UK Parliament: Ethics Must Take Center Stage In AI Development

A report by a House of Lords (upper Parliament chamber) committee recognized that AI advancements will not be without risks and, as such, ethics will need to play a vital role in the development of AI.

AI For The Public’s Benefit

The House of Lords report said that the number one priority in development AI should be that the AI is developed for the common good and benefit of humanity. This seems to mirror UK-based DeepMind’s own first AI principle. However, its now sister-company (under the Alphabet group) Google may be of a different opinion, as it seeks to help the U.S. government in the creation of autonomous drones.

Another principle for AI code as established by the UK report is that AI should never have the autonomous power to “hurt, destroy or deceive human beings.” This also seems to be a contrary principle to that of the U.S. government, which is looking to build drones that will decide on their own when and who to kill.

Another important principle is that AI should not diminish the data and privacy rights of individuals, families, or communities. This principle also seems to be in antithesis with how big tech companies have been using AI so far, trying to collect as much user data as possible. The committee report also warned against monopolization of data by big tech companies.

Other two principles resulted from the report say that AI should be intelligible and fair, and that citizens should have the right to be educated and flourish mentally alongside AI.

UK Committee’s Recommendations

In order to avoid data monopolization by big companies, governments will have to encourage more competition for AI solutions. Additionally, big companies will have to be investigated over how they use data. The UK Parliament also believes that liability in case of AI harm (such as self-driving car crashes caused by bad software) is not yet properly defined and that new laws may be needed to fix this.

The UK Parliament also drew attention to the issue of not enough transparency when AI solutions are used. The UK committee believes that people should know when AI was used to make significant or sensitive decisions.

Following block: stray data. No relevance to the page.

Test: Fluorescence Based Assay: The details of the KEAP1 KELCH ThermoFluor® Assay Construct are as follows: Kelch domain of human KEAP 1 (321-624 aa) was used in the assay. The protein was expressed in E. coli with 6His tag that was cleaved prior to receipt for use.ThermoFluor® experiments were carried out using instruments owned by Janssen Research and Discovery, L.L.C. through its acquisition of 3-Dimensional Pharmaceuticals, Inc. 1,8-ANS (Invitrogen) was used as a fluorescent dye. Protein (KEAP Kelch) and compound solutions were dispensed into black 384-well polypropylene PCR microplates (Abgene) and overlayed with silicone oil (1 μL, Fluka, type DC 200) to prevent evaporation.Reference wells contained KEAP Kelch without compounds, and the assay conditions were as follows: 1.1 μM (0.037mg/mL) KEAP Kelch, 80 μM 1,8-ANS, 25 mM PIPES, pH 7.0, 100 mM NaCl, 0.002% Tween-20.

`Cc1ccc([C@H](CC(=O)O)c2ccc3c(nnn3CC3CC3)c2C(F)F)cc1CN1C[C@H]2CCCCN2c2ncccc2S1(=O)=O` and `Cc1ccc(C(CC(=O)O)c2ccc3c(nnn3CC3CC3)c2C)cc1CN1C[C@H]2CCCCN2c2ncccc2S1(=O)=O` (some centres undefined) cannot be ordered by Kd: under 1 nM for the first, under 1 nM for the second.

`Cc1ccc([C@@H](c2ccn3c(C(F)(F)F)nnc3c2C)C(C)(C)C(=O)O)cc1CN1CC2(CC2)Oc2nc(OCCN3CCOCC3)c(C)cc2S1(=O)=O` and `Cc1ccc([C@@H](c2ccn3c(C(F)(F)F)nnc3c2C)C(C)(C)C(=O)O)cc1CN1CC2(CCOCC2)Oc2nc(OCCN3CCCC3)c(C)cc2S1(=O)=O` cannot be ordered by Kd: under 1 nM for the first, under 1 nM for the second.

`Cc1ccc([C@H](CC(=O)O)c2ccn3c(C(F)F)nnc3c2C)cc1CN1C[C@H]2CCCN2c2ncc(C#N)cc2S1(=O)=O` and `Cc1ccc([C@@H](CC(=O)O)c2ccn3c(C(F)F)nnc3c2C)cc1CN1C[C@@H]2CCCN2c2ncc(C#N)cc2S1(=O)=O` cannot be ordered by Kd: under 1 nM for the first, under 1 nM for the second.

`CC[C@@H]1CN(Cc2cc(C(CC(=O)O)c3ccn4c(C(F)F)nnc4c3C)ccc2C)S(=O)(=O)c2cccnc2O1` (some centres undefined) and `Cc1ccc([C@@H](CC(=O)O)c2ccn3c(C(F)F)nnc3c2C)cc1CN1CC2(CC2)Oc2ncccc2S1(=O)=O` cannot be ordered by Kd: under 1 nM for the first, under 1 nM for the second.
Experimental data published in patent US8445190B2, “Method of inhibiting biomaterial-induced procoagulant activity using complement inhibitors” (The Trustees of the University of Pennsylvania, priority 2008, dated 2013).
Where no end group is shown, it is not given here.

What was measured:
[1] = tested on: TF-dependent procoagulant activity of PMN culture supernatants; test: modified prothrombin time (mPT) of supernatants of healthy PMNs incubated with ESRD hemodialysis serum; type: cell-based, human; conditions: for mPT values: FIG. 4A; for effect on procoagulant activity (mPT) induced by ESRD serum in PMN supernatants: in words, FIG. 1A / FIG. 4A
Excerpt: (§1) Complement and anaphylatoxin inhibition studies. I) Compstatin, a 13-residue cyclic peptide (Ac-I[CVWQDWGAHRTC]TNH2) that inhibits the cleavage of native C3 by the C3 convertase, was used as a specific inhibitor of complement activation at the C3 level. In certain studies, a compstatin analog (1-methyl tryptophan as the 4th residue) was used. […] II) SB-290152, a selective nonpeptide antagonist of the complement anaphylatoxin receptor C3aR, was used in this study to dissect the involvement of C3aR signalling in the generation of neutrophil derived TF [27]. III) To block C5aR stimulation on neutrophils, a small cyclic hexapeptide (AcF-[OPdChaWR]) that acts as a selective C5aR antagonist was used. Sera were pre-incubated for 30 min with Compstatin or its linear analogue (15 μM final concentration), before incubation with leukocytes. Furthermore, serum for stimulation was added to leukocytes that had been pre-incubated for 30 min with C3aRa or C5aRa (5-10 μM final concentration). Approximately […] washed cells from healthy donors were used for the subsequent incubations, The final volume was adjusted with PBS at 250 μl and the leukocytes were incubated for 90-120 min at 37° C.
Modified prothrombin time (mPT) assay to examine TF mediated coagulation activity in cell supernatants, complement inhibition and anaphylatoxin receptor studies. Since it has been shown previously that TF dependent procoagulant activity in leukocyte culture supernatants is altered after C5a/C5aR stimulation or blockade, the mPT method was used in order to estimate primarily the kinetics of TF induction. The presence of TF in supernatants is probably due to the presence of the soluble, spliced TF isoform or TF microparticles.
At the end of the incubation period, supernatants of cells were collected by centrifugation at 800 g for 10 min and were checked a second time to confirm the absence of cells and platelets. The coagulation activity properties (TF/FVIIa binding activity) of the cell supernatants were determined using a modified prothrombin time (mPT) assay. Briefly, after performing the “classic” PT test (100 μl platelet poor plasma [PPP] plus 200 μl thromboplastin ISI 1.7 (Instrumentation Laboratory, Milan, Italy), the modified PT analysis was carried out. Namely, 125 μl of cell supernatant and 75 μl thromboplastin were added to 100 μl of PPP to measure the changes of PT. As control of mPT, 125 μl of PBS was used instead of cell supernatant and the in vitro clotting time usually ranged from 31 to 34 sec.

The House of Lords committee warned against biases in AI, too, and recommended that AI specialists are recruited from a diverse background

The committee also said that individuals should have greater control of their data and how it’s used. The way in which data is collected by companies will also need to be changed through legislation, new frameworks, and concepts such as data portability and data trusts.

Lucian Armasu
Lucian Armasu is a Contributing Writer for Tom's Hardware US. He covers software news and the issues surrounding privacy and security.
  • hannibal
    The problem is that if it is possible to make ”Evil” non ethical AI, someone will do it. Because of stupidity or because the maker wants to harm someone...

    Biased AI can produce more money than ethical one and so on...

    What is the method of controlling the making of AIs? Independent UK department. Not likely to happen because AI is the properly of company X or some intelligence Office of big country that has veto rights.

    We allready have seen that Ethics is the last thing the company normally thinks when it is planning their strategies and working habbits.
  • Co BIY
    Human intelligence seems to use a lot of thought on how to break the rules without getting caught. Hard to see how AI will be built to avoid that.
  • therealduckofdeath
    Google and Alphabet being an ethical company? Have you seen their toxic cesspools they call social networks? If it'll increase their profits they'll make it, evil or not.
  • stdragon
    "Three laws of robotics" is counter to interests of the military industrial complex (regardless of nation).

    Skynet was prophetic, and we will all be judged come time. Meanwhile, I'll enjoy using my 1960 Sunbeam toaster; it will never talk back.
  • georgex45
    The biggest problem is that most people don't know what ethics is and there is no absolute standard for 'ethics'. A frightening number of politicians and business people are probably included in that but don't worry they'll sort it out.